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Dania Hall (Minneapolis) facts for kids

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Dania Hall
Dania Hall.jpg
General information
Type community center
Architectural style Victorian eclectic
Location 427 Cedar Avenue South
Minneapolis, Minnesota
Coordinates 44°58′08″N 93°14′49″W / 44.96902°N 93.24689°W / 44.96902; -93.24689
Completed 1886
Demolished 2000
Owner Society Dania
Design and construction
Architect Carl F. Struck

Dania Hall was a cultural center and performing arts space in the Cedar-Riverside neighborhood of Minneapolis. Completed in 1886, the building was destroyed by an accidental fire in 2000 at the outset of an extensive renovation project.

Early history

The five-story building, located at 427 Cedar Avenue South, was designed by the Norwegian-born architect Carl F. Struck for Society Dania, an organization founded by Danish immigrants. The large auditorium making up the third and fourth floors included a proscenium stage and horseshoe balcony. Its main floor could accommodate up to six hundred chairs or be cleared for dancing. There were offices and a small meeting room on the second floor while the ground level and basement were for commercial retail use. A multi-purpose facility, Dania Hall served as a gathering place for Danes, Swedes, Norwegians, and the larger community. It hosted banquets, bazaars, concerts, dances, plays and evenings of Scandinavian vaudeville.

The Norwegian author Knut Hamsun, who lived in Minneapolis during the 1880s, gave a series of literary lectures at the newly built Dania Hall. His farewell address there in 1888 included material that would later appear in the book: Fra det moderne Amerikas aandsliv (The Cultural Life of Modern America).

In the 1920s and 1930s many Scandinavian-American artists performed at Dania Hall. Among them were the Olson Sisters, Olle i Skratthult, Ted Johnson and his Midnight Suns and Thorstein Skarning and his Norwegian Hillbillies. The Snoose Boulevard Festival, which ran from 1972 through 1977, brought back the music and humor of that period with performances at the Cedar Theater, Coffeehouse Extemporé, New Riverside Café and Mixed Blood Theatre. Dania Hall, chief symbol of the area's Scandinavian past, flew a banner from Sweden from its tower during the event but was not used as a venue due to the poor condition of the building.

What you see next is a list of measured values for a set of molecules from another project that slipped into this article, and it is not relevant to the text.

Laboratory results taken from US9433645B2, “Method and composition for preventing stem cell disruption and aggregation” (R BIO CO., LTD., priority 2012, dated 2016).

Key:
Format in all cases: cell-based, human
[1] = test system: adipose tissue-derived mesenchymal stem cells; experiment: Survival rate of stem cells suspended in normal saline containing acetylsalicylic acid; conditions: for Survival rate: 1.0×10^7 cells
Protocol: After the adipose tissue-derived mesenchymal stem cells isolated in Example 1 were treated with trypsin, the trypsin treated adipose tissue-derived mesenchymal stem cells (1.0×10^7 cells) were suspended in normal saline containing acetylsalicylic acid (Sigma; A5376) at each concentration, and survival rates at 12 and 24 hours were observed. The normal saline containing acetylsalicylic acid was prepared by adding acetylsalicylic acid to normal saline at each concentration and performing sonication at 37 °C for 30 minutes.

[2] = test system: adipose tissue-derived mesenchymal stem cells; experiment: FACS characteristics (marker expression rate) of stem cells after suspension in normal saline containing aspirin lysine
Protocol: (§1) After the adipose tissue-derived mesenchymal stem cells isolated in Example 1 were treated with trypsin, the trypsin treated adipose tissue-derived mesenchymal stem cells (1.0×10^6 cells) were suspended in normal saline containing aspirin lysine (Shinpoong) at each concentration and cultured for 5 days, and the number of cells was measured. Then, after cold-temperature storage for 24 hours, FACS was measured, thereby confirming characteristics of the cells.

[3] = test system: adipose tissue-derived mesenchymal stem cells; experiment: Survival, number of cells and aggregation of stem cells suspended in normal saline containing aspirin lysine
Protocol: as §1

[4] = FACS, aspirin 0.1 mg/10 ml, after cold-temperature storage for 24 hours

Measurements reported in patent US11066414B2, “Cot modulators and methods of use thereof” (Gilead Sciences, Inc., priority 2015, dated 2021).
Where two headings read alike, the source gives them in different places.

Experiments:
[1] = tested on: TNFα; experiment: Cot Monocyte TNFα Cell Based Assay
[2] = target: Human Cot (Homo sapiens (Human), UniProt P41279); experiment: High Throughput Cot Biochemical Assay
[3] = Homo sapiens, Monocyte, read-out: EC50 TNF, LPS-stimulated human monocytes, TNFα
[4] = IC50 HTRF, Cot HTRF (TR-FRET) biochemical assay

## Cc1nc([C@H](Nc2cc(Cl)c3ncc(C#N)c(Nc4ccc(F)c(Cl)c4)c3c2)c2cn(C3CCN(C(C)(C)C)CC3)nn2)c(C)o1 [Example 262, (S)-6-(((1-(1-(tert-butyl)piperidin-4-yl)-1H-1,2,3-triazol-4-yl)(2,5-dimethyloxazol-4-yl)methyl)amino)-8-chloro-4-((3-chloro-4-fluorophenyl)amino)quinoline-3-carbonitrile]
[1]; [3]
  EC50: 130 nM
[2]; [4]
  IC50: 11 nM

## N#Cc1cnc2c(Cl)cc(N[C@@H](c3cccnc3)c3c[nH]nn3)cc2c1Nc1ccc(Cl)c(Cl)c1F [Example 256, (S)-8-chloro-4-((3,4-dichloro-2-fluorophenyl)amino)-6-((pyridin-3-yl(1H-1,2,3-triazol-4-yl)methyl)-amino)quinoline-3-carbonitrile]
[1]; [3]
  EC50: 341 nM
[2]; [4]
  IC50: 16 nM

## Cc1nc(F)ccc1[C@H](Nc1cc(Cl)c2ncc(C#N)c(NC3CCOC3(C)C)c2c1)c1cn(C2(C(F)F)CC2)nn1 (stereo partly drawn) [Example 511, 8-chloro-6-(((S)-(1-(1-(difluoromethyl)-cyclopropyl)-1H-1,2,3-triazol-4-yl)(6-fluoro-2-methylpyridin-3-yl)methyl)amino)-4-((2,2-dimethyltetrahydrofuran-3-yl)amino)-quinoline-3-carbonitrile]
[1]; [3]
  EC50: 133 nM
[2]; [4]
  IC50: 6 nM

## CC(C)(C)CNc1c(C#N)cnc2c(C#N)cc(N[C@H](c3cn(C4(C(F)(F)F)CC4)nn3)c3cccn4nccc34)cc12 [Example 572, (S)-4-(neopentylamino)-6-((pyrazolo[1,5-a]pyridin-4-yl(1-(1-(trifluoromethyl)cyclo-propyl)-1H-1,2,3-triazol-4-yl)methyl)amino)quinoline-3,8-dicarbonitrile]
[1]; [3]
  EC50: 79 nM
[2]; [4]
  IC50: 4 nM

Later years

By the 1960s the Cedar-Riverside neighborhood had undergone significant change and was no longer at the center of Scandinavian-American activities. In 1963 Society Dania sold Dania Hall to Phil Richter, whose pharmacy had occupied the building's first floor since 1948. Even as Dania's meeting hall was abandoned by the Scandinavian-American community it attracted large numbers of young people, who went there in the 1960s and 1970s to hear T.C. Atlantic, the Paisleys and other rock bands as well as the reggae music of Shangoya. In later years the auditorium was no longer in use, having been denied a permit for public gatherings without additional exits and other improvements.

Destruction and aftermath

Memorial to Dania Hall, Cedar-Riverside, Minneapolis 2017-02-24 - 2
The former site of Dania Hall in 2017

In 1991 a fire severely damaged Dania Hall's roof and upper floors. The roof was replaced, and by decade's end a full-scale restoration of the building had begun. In the early morning hours of February 28, 2000 a fire broke out, engulfing the building and leaving a charred ruin. The arson squad ruled that the fire was unintentional, the result of a discarded cigarette. Nonetheless, questions about the blaze and the building's lack of insurance have engendered controversy.

A memorial gathering, attended by several hundred people, took place March 2, 2000, at the Cedar Cultural Center. During the meeting, individuals reminisced about Dania Hall and shared their thoughts about the century-old landmark. The audience also listened to recordings of two Swedish songs: Hälsa dem därhemma (Greet those at home) and Barndomshemmet (My childhood home). The singer, Olga Lindgren-Nilsen, had recorded the sentimental ballads in 1975 at the age of seventy-nine. The first wife of Olle i Skratthult, she appeared many times on the Dania Hall stage.

In October 2001 a commemorative pillar was erected at the former site of Dania Hall. The historic address, so important to the Scandinavian-American community and the Cedar-Riverside neighborhood, has subsequently remained a vacant lot awaiting development. Dania Hall's architect still has a presence in the area. A two-story building, designed by Carl F. Struck in 1890, remains in use at 521 Cedar Avenue South.

National Register of Historic Places

Dania Hall was added to the National Register of Historic Places in 1974 and removed from the list after its destruction in 2000. Two other buildings designed by Carl F. Struck are in the National Register of Historic Places: the Bardwell–Ferrant House at 2500 Portland Avenue South and the Pracna Building in the St. Anthony Falls Historic District. The main building of the Grain Belt Brewery in Northeast Minneapolis is also in the National Register of Historic Places. Although Struck did not contribute to its design, he was the architect for an office building at 1215 Marshall Street NE that was part of the complex.

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